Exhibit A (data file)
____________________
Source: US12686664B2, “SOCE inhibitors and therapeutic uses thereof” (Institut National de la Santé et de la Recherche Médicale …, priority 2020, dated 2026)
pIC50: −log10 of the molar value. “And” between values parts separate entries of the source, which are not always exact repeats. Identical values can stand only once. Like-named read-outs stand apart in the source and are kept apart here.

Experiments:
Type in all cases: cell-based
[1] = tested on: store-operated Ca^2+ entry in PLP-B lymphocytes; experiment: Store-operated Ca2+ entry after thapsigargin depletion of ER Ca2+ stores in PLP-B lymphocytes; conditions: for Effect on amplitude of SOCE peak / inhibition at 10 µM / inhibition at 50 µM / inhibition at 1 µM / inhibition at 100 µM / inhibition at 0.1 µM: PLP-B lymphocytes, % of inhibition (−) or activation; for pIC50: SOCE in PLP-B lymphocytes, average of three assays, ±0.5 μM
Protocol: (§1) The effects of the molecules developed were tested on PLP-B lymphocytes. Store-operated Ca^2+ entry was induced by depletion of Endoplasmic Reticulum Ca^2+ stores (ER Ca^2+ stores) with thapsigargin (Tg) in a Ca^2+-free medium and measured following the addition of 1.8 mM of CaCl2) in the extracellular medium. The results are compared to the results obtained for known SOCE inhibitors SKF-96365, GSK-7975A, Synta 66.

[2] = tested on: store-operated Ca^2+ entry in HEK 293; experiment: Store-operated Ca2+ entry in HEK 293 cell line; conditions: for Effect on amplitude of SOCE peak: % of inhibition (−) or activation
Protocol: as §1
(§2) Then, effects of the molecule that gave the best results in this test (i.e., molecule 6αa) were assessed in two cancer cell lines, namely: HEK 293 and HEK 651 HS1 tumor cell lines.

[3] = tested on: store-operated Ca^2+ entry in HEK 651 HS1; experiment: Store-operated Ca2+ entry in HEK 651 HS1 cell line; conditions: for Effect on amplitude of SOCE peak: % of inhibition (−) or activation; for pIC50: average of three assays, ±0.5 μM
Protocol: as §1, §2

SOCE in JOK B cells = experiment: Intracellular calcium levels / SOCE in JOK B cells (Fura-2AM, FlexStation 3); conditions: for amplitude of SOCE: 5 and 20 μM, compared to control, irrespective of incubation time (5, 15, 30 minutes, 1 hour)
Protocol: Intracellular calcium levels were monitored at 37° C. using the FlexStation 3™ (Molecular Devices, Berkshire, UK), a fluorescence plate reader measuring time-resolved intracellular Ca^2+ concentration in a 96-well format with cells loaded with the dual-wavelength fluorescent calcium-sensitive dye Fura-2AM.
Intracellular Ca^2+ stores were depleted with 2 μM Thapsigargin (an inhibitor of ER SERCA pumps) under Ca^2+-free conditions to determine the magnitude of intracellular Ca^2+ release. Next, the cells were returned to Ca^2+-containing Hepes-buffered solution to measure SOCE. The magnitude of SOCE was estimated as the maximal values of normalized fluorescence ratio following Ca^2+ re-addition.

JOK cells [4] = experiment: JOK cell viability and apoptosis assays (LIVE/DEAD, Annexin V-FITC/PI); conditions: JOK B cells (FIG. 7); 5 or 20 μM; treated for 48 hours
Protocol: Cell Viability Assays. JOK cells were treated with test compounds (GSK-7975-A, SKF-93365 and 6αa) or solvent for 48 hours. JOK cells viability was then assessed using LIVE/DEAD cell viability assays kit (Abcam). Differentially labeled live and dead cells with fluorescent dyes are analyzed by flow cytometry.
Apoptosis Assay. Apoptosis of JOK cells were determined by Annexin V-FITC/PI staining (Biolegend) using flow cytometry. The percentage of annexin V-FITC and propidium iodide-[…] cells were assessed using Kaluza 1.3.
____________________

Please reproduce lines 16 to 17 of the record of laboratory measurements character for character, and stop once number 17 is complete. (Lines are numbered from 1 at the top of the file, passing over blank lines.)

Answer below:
Protocol: Cell Viability Assays. JOK cells were treated with test compounds (GSK-7975-A, SKF-93365 and 6αa) or solvent for 48 hours. JOK cells viability was then assessed using LIVE/DEAD cell viability assays kit (Abcam). Differentially labeled live and dead cells with fluorescent dyes are analyzed by flow cytometry.
Apoptosis Assay. Apoptosis of JOK cells were determined by Annexin V-FITC/PI staining (Biolegend) using flow cytometry. The percentage of annexin V-FITC and propidium iodide-[…] cells were assessed using Kaluza 1.3.